The epic car-melting ray of light has already caused such a stir that if we’re lucky, maybe Madonna will write another song about it.

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World Bank plans ‘aggressive’ move on soot, other pollutants

World Bank plans ‘aggressive’ move on soot, other pollutants

DateSeptember 4, 2013 – 8:19AM

The World Bank said it was planning “aggressive action” to help
developing nations cut emissions of soot and other air pollutants
blamed for causing climate change, in a shift also meant to protect
human health and aid crop growth.

Of its funding to poor nations, almost 8 per cent – $US18 billion
($19.9 billion) from 2007-12 – goes to sectors such as energy,
farming, waste and transport that have a potential to cut emissions, a
bank report said.

The bank said it would shift policy to insist that such projects in
future – it did not predict levels of funding – included a component
to curb air pollution.

“We will try to turn it (the funding) into aggressive action” to cut
the pollutants, Rachel Kyte, vice president of sustainable development
at the World Bank, told Reuters on the sidelines of a meeting a
38-nation group in Oslo looking at ways to cut short-term air


“Anything that delays the pace at which global warming is arriving
buys time for our clients, the poor countries in the world,” Kyte

The bank would look for new ways to help, for instance, reduce
pollution from public transport, curb methane emissions from rice
irrigation, and improve the efficiency of high-polluting cooking
stoves and brick kilns.

Soot comes from sources ranging from wood-burning cooking stoves to
diesel engines. Methane comes from decomposition of plant and animal
matter and from farming, for instance from the digestive tracts of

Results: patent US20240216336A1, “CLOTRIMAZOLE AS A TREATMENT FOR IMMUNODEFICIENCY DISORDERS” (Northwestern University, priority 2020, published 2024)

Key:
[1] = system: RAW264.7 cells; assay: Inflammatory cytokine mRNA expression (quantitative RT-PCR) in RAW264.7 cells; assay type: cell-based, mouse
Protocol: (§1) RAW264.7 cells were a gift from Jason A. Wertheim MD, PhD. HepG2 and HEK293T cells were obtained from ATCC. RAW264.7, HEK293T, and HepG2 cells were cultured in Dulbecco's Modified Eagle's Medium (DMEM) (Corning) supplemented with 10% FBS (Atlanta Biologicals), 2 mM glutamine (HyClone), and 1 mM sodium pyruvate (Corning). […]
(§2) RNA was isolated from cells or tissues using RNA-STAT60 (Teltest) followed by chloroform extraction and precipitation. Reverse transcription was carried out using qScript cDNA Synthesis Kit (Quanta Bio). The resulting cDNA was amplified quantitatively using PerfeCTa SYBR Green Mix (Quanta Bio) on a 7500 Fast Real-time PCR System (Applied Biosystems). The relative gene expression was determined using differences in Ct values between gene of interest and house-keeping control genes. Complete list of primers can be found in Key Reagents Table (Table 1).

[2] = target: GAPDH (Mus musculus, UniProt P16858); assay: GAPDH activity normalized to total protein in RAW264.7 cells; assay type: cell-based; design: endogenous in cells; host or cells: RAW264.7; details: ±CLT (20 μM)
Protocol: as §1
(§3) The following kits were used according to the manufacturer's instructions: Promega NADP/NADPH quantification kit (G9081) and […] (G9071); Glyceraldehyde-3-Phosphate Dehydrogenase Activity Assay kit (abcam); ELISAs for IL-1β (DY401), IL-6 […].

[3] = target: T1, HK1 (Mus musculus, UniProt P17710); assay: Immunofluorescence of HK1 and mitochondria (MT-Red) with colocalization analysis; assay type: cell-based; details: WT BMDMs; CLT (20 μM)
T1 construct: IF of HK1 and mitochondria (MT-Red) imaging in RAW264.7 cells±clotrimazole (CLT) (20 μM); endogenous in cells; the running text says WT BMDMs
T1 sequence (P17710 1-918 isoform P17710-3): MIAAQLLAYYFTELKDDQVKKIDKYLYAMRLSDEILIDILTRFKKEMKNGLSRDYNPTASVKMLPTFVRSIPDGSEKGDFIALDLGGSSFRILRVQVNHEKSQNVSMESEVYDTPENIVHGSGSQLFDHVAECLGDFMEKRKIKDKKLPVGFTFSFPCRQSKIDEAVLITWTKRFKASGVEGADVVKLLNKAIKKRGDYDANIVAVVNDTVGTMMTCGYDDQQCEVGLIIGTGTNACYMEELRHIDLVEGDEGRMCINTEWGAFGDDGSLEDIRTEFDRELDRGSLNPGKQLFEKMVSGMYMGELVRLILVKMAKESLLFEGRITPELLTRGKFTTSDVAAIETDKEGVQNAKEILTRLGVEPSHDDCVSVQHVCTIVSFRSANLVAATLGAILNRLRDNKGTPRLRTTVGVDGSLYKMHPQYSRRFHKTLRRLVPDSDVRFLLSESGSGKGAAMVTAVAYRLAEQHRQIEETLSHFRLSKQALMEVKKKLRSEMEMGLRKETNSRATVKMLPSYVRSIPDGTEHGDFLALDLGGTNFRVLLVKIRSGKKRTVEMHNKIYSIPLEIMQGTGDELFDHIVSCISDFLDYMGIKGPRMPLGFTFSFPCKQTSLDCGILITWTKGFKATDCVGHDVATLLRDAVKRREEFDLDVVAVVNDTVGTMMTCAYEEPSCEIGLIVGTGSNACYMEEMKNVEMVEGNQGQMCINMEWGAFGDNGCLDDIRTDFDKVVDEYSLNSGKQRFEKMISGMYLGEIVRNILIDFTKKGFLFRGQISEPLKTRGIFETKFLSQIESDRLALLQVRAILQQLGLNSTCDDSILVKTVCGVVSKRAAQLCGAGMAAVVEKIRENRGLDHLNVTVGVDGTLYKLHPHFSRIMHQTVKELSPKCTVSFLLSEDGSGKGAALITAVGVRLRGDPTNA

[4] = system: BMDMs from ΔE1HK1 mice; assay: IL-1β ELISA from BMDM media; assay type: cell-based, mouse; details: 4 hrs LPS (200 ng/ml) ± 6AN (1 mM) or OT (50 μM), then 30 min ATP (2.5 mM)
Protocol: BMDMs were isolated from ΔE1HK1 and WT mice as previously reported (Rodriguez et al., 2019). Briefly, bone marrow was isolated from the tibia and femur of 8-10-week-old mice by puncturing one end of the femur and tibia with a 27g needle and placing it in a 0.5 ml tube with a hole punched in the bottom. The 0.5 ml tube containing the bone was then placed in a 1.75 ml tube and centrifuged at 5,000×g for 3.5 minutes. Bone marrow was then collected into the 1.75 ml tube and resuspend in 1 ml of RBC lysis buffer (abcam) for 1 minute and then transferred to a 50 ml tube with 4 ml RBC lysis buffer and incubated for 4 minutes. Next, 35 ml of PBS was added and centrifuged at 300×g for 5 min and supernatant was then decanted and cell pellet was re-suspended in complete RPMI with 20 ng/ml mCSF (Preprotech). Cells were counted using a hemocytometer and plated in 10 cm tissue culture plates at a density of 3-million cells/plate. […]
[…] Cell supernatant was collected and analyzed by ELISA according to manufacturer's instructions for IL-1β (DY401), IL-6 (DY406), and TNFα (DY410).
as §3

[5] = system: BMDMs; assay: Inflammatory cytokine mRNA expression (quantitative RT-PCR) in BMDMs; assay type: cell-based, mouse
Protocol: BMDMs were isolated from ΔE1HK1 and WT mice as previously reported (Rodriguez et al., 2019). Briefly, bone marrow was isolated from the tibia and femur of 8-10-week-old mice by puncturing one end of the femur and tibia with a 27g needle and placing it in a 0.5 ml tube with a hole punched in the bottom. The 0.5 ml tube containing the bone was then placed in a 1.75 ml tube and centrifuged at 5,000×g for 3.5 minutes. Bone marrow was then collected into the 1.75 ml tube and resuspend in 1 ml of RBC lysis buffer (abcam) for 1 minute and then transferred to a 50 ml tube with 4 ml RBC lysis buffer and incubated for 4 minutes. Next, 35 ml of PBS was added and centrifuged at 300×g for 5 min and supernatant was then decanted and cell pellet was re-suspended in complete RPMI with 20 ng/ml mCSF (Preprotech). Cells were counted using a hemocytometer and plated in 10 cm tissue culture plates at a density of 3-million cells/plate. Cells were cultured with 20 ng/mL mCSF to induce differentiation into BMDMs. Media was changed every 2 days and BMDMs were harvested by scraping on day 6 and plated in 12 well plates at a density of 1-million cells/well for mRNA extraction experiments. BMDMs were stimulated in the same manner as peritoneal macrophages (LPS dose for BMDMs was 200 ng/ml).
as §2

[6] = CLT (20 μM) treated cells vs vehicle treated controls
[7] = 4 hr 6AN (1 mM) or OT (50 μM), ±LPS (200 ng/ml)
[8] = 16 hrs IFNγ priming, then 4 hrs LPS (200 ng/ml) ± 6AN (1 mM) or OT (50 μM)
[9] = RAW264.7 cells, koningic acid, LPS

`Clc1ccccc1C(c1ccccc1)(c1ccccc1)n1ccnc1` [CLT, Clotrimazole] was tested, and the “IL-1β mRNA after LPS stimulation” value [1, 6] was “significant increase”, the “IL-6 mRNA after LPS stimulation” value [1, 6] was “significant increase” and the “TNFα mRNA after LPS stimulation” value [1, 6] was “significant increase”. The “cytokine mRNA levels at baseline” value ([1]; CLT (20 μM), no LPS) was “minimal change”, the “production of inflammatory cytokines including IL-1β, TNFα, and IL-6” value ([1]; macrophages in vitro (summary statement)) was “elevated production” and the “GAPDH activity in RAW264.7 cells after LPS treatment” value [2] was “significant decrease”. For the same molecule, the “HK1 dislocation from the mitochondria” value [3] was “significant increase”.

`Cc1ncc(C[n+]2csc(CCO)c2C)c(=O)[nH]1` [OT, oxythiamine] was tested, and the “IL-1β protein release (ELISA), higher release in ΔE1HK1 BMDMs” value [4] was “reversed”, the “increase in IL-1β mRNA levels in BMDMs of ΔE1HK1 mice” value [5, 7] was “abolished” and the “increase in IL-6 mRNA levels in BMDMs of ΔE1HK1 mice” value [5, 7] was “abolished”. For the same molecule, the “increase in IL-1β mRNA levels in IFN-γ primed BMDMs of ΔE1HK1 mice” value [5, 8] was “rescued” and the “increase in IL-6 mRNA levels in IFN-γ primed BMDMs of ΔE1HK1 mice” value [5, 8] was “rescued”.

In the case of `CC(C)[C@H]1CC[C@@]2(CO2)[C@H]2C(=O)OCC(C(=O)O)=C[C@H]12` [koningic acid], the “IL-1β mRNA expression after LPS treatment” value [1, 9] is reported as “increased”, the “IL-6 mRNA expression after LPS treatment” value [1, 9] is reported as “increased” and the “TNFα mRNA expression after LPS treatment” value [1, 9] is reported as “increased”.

cattle and sheep.

Environment ministers at the meeting in Oslo of the Climate and Clean
Air Coalition, set up 18 months ago in Washington as a new front in
combating climate change, also outlined projects to cut air pollution
in areas from forestry to gas flaring.

First aid

The focus on short-lived air pollutants is meant to complement efforts
to cut carbon dioxide, the main greenhouse gas from human activities
that a U.N. panel of climate scientists says is the main cause of
global warming.

In a statement, members of the coalition said that cutting the
short-term pollutants could reduce global warming by up to about 0.5
degree Celsius by 2040-50.

That would help achieve a goal, set by almost 200 nations in 2010, of
limiting a rise in global temperatures to below 2 degrees Celsius
above pre-industrial times to avoid more heatwaves, floods, droughts
and rising sea levels.

And cutting short-lived pollutants would also protect human health –
six million people worldwide die early every year from air pollution,
it said.

“First aid for the climate can also be first aid for people’s health,”
Norwegian Environment Minister Baard Vegar Soljhell said.

Reducing pollutants “can also help rural economies, with current
estimates showing the potential to save about 50 million tonnes of
crops each year”, the statement said. Pollution poisons plants and can
block sunlight, stunting growth.

The coalition statement did not refer to an academic study last month
that suggested the temperature benefits of an assault on the
short-lived pollutants might be far less, only 0.16 degree Celsius by

Drew Shindell of NASA, the head scientific advisor to the coalition,
said that report wrongly assumed that air pollution would fall with
economic growth. “That doesn’t automatically happen,” he said.


State of the art of separate collection and local management of biowaste (English/French)

Résumé :

The aim of the present study is to analyse the factors leading to successful management of organics and the solutions in place in different countries.

The mission consisted of collecting in the 10 countries chosen a large amount of information about the background and the functioning of separate collection and local management of biowaste by analysing the regulatory context, the technical choices, and the performance.

The information collected is presented in detailed « country files ». The study also allowed the collection of information allowing evaluation of the organisation, the financing and the development of compost quality assurance schemes.

The last phase of the study consisted in cross-comparing collected information according to different criteria and indicators, in order to highlight the actions which had considerable impact on the development of biowaste management, and to judge whether they would be transposable to France.

There is a French version.

Public :

Local administration, Waste industries, Consulting office
Juin 2013 – 21×29,7 – 23p.
Téléchargement(s) gratuit(s) :

* Synthesis (PDF – 911K)